I did watch Kurosawa Kuroshi’s Cure yesterday. It’s exactly the type of movie I like, a masterpiece with the exact right ending. The Criterion subscription is turning out to be a lifesaver, since I’ve decided I’m not allowed to work until I sleep, which could make for a very long weekend indeed.

Be gentle with yourselves, and each other. Mushrooms know the value of burrowing deep to ride out inimical conditions; so can we.

I’ll see you on Monday, my beloveds.

Torrent, Not Stream

Rain! Glorious, beautiful, tapslithering, life-giving rain. My soul is expanding again, the trees are regaining their turgor pressure, the gutters are full, and the gardens are drinking.

Miss B is unbothered, save for the fact that rain is a Change and All Change Is Questionable. Boxnoggin, poor thing, hates falling water and is curled up tightly on his bed in my office, staring mournfully at me. Not only has his human allowed such a thing as skywater to happen, but the window is open and he can hear it.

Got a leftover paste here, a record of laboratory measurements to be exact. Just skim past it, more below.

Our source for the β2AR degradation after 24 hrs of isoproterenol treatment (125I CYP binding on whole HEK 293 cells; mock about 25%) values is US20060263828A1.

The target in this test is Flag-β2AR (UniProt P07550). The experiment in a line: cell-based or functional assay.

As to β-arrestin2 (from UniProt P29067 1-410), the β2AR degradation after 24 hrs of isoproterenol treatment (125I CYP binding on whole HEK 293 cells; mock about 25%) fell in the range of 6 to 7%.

He adjusts to the rainy season a little more quickly each year, he just hates change worse than Miss B does. Any shift in the status quo is regarded as deeply dangerous, and requires him to either bark madly or glue himself to my side while he figures out what the hell. I’m sure the deep joy with which I greet the damp puzzles him as much as it soothes.

Walkies are going to be interesting today.

This week marks rather a change for me in other areas. I’m shifting things around so I’m not looking at social media so much. I don’t know whether this is a temporary fast or a long-term solution, I just know I’m exhausted and I cannot keep staring at the trashfire. I’ll still be around, don’t worry about that. But…I just can’t function with *waves hands* all that, all the time.